Category Archives: Recipes
I made lard for the first time last fall. We bought our yearly half a pig and saved the fat and rendered it in to Lard. I am hooked on cooking and baking with Lard. It was easy and inexpensive to make. Lactose free butter is very expensive here. I think it will be worth trying to make home made butter with this recipe. I will let you know later how it turned out.
Pumpkin Puree is not available in Sweden. I have been searching on the web how to make it for years. I am lactose intolerant, which makes it difficult to make pumpkin pie, because the recipe requires evaporated milk. I have found a recipe to make evaporated milk with lactose free milk, which I will post later. I can’t wait to try this.
It is blue berry season here. This has been the year of the berry. I was so tickled to find these recipes that I had to share them with all of you.
I had said that I would like to learn how to make bread. My husband is the bread baker in our household. I have collected recipes for sour dough starter. >I have found some great sour dough recipes (pizza dough, bagels, English muffins..).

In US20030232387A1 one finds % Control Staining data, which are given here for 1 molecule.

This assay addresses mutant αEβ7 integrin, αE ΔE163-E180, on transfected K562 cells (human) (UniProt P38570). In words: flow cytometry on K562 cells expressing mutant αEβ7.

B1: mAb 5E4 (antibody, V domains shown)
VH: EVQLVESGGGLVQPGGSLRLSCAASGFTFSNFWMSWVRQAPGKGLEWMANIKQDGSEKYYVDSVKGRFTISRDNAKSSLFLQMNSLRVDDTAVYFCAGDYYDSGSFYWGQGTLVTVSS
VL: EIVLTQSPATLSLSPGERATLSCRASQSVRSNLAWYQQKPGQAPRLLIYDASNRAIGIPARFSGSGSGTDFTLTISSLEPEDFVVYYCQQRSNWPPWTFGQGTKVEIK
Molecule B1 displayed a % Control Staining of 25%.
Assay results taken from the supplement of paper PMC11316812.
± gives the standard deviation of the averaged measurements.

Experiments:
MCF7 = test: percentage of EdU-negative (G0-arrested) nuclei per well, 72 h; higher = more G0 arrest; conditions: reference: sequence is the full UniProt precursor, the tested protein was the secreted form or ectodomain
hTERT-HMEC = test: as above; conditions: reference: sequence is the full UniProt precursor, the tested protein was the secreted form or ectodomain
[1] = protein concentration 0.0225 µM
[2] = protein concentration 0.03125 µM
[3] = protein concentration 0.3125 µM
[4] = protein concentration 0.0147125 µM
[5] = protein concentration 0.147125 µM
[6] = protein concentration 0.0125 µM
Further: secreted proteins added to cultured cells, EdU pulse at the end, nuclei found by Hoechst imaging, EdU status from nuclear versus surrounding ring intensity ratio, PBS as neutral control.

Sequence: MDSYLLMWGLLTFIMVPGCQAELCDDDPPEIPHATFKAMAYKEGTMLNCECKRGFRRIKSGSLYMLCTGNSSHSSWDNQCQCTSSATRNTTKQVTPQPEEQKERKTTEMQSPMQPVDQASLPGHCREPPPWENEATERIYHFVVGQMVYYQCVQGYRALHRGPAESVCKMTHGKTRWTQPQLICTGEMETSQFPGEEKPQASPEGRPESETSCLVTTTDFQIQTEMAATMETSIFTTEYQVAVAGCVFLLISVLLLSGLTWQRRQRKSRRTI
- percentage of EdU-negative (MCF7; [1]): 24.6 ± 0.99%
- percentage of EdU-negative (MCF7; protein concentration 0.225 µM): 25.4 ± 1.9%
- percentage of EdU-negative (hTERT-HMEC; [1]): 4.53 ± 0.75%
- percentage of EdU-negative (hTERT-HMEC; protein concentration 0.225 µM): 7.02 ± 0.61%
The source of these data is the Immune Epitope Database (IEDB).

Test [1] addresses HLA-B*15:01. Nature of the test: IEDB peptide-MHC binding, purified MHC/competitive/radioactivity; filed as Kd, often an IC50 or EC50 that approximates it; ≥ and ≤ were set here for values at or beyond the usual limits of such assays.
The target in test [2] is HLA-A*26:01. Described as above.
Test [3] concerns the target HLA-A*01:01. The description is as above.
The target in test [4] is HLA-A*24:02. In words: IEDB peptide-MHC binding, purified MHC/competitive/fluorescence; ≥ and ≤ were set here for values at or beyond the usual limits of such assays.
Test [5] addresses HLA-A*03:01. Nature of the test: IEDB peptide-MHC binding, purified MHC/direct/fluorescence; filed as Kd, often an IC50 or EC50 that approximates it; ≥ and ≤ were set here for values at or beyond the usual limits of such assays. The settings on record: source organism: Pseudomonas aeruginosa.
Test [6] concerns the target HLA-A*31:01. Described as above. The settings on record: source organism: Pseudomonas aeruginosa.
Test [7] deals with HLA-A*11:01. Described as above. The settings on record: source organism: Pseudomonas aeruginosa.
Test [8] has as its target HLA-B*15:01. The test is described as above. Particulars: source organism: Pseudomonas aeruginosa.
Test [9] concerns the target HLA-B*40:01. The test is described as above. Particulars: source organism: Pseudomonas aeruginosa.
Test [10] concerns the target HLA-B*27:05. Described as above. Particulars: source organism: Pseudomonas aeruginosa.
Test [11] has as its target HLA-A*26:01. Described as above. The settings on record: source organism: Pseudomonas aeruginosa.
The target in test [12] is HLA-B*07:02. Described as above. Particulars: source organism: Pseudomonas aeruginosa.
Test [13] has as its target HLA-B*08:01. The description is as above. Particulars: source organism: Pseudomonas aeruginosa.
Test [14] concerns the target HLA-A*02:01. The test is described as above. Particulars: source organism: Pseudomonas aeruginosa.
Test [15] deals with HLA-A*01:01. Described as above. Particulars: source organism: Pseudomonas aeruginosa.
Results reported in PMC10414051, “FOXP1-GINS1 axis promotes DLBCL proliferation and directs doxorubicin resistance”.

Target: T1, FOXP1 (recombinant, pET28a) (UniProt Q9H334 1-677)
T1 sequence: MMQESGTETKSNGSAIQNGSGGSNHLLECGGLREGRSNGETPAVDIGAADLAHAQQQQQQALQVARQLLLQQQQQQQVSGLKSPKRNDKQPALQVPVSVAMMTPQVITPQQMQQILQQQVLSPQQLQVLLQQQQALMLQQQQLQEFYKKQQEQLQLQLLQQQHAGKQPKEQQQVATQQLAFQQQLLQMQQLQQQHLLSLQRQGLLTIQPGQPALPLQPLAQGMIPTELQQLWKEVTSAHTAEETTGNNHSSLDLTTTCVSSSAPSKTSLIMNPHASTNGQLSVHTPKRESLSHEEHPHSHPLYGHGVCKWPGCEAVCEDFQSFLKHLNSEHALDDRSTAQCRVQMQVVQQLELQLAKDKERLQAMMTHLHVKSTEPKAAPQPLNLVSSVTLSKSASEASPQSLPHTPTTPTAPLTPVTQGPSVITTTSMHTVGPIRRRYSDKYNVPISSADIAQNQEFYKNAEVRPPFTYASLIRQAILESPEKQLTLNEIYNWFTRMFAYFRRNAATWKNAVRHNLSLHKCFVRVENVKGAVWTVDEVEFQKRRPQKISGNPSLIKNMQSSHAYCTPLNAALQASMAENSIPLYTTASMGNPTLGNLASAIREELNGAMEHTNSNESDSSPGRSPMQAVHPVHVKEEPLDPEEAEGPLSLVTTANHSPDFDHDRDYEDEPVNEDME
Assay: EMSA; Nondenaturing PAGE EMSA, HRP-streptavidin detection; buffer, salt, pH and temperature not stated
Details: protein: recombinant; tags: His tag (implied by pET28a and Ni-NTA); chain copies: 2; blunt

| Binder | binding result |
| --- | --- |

I found this article on why my dough might not be rising. I hope it helps you like it has me.
I am still struggling with baking bread. I am determined not to give up. I plan to try making another sourdough starter. I found this recipe which sound easier than the one I had before. It takes less ingredients to feed it each week.
When one has a great tomato harvest, you need as many recipes to preserve it. I found this great page giving you a multiple options for those green tomatoes. I wanted to post it so I could use it later. Posting it is like bookmarking it for me. I hope you like them as much as I do. http://www.motherearthnews.com/real-food/green-tomato-recipes-zl0z1410zsie.aspx?newsletter=1&utm_source=Sailthru&utm_medium=email&utm_term=RF%20eNews&utm_campaign=10.27.14%20RFSR%20eNews#axzz3HYXQD5zH
I have cooked from scratch all of my life, but with that said I have used short cuts over the last 20 years. I have bought Chili con Carne, Moussaka, Stroganoff… mixes as a base to make my own. I have bought dried gravy packets instead of making my gravy. I thought it was more convenient. I have bought cubed bouillon, because until recently I did not know how to properly make bone broth. If you think about it, most of those things don’t save that much time in preparing the meal you are cooking, except making your own bouillon. Then I learned about all the harmful ingredients inside these products are and have stopped using them.
I read about using herbs and spices for their health benefits and nutritional value. I learned about probiotic foods that aid your digestion and immune system…. We eat parboiled rice, high fiber bread, fish, nuts, lots of fruit and vegetables trying to eat a health conscious diet. I really thought that we were eating healthy. Then I began reading about Organic vs GMO’s. The more I read it was a no brainer to start an organic garden.